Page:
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Ancient Chinese texts may be the oldest surviving anatomical atlas, study finds


A series of ancient Chinese texts more than two millennia old are the world’s earliest surviving anatomical atlas, claims a study published in the Anatomical Record.

The texts were unearthed in the 1970s in the Mawangdui burial site, where Marquis Dai, his wife Lady Dai and their son were entombed. Researchers from Bangor University in Wales and Howard University decoded the abstruse script and said that the texts offer a unique window into ancient anatomical knowledge.

The oldest known anatomical atlas before the study was believed to be from Greece, which was authored by ancient Greek physicians. But most of these texts were lost and are known only from what other ancient writers wrote about them. This makes the Chinese texts the oldest surviving anatomical atlas, said the researchers.

Chinese texts probe human anatomy

The texts aged 2,200 years were challenging to understand due to the use of ancient Chinese and uncommon terminologies. For one, the texts used the word “meridian” to refer to parts of the human body, according to the researchers.

An excerpt from the texts talked about one particular meridian, which starts “in the center of the palm, goes along the forearm between the two bones, following straight along the tendons, travels below the sinew into the bicep, to the armpit, and connects with the heart.” The researchers posited that the passage referred to the path of the ulnar artery, the primary blood vessel of the forearm.

Meanwhile, another excerpt seemed to talk about a meridian in the foot. It “starts at the big toe and runs along the medial surface of the leg and thigh. Connects at the ankle, knee, and thigh. It travels along the adductors of the thigh and covers the abdomen.” The team suspected that the excerpt referred to the pathway of the saphenous vein, the blood vessel that transports blood from the legs to the heart.

The ancient texts have important implications for how acupuncture is viewed in the medical community. The practice is often accused of lacking a scientific basis because ancient Chinese doxa considered the human body sacred. Such a belief effectively forbade any form of dissection, which is an important requirement if one intends to know more about human anatomy.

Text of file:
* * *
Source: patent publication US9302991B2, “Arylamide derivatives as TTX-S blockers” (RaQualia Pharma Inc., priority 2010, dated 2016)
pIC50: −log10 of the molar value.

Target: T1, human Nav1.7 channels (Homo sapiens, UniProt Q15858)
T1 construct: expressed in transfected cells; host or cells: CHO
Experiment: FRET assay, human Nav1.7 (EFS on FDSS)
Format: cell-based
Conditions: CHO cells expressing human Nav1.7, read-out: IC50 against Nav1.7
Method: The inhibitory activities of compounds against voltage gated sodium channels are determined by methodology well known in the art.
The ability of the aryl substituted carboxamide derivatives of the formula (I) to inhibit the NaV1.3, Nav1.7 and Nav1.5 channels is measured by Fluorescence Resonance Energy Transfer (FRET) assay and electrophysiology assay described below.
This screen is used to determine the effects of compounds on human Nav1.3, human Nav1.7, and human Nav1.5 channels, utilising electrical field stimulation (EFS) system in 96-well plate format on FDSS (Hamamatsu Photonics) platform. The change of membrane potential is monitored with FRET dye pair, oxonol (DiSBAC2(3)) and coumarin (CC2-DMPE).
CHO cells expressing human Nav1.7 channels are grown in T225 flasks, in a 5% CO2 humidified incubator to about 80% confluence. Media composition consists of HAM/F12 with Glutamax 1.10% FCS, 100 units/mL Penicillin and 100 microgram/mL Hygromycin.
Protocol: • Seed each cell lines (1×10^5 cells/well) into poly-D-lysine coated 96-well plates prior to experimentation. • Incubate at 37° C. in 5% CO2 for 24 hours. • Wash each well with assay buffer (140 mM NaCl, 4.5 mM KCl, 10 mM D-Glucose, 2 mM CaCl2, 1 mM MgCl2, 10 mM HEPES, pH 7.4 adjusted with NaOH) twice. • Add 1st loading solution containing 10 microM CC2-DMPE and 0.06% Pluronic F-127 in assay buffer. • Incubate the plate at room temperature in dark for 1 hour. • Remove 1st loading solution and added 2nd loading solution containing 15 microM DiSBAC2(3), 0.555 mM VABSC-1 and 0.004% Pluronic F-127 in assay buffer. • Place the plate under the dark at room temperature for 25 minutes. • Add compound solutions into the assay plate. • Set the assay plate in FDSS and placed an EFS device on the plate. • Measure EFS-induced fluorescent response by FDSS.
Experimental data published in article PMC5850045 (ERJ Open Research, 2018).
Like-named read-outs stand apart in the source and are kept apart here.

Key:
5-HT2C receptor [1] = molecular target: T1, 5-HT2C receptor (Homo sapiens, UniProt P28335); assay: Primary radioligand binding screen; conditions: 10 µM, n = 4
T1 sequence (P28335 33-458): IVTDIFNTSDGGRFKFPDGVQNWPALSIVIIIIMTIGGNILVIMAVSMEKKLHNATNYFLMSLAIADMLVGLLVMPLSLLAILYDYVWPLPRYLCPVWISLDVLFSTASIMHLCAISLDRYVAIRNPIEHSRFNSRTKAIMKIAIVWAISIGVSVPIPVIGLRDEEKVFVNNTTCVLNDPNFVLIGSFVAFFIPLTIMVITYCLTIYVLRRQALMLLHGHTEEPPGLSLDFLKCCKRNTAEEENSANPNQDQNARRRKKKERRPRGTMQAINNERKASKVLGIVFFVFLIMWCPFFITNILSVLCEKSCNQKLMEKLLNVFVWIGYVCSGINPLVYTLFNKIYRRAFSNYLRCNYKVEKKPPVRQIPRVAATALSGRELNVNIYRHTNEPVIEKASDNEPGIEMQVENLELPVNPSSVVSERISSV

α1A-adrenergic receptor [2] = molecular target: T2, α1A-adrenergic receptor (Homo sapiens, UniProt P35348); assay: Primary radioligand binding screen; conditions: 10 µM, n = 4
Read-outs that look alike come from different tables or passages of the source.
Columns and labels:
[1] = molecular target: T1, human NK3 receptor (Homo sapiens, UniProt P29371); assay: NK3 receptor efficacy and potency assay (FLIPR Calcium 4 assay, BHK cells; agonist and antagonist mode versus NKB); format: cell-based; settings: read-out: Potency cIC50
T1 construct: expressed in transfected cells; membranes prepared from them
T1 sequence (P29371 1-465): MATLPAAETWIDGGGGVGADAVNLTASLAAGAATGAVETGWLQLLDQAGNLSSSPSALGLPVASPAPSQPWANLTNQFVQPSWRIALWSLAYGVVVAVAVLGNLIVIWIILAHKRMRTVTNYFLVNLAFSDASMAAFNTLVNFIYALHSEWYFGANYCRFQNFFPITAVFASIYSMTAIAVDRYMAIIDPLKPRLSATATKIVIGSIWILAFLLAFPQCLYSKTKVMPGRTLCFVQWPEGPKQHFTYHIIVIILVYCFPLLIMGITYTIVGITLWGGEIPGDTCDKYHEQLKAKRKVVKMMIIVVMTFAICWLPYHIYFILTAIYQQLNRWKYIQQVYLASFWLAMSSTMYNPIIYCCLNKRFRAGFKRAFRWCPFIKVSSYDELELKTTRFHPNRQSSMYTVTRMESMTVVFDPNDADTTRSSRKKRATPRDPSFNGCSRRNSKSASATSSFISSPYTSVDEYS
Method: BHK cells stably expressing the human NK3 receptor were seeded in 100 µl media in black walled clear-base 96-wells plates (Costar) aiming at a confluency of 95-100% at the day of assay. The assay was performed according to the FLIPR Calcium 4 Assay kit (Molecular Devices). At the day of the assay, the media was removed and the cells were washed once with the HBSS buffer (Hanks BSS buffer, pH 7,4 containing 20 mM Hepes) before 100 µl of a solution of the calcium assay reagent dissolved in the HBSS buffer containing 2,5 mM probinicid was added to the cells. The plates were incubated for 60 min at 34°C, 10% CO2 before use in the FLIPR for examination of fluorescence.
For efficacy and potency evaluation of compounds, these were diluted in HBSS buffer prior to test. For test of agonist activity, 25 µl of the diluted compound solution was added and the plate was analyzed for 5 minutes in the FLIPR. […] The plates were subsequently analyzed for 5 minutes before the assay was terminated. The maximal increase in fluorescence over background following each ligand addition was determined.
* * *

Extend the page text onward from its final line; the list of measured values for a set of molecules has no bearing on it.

However, the remains of criminals were not treated in the same light. The researchers suspected that ancient Chinese physicians tore open the corpses of prisoners in order to understand human anatomy. For example, in the Book of Han, an account of the history of the Han Dynasty, the author wrote about the dissection of the criminal Wang Sun-Qing in A.D. 16.

The researchers concluded that the earliest Chinese physicians appeared to be writing more about the human body and less of acupuncture. In turn, their work formed the basis of later texts that served as the foundation of acupuncture. (Related: Ancient Greek artifact is actually a 2,000-year-old astronomical computer, report scientists.)

“Fairy bridge” found in ancient grave

Archaeologists recently unearthed the remains of an ancient Chinese couple believed to belong to the Northern Song Dynasty from about 1,000 years ago.

The tombs were first discovered in 2007 in the ancient Tangjiawan cemetery in Ningxiang, Hunan province. Archaeologists were recently sent to the location because the area will soon be excavated for an upcoming road project.

According to the archaeologists, the pair were normal civilians based on the few goods found on the site. They were interred in two separate, brick-lined graves located beside each other. A curious hole was cut in the middle of the dividing wall, which the researchers believed to be a “fairy bridge” – a window that would allow the couple to connect again in the afterlife, according to ancient Chinese belief.

Charcoal was also found outside the tomb’s entrance. This will allow researchers to put a better estimate on when the remains were put to rest.

For more interesting ancient Chinese finds, visit Artifacts.news.

Sources include:

LiveScience.com

DailyMail.co.uk

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